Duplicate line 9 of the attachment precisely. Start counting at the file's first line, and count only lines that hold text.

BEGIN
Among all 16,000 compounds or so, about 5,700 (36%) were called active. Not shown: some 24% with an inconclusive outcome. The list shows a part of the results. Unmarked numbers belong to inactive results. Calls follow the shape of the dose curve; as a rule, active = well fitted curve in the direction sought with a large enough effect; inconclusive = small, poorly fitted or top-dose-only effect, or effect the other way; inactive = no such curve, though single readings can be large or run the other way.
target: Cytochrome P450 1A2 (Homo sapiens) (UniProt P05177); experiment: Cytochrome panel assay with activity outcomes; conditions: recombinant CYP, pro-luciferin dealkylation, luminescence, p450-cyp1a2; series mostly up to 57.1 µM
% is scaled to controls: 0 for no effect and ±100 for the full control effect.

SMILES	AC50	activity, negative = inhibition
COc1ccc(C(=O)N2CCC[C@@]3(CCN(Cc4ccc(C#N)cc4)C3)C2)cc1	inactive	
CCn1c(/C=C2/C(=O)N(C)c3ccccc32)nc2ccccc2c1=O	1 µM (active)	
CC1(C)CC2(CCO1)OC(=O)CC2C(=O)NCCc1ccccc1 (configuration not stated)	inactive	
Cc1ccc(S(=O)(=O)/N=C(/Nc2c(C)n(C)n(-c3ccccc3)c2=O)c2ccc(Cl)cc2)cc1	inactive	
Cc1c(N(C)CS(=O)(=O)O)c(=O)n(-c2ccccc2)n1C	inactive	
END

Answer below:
Cc1c(N(C)CS(=O)(=O)O)c(=O)n(-c2ccccc2)n1C	inactive	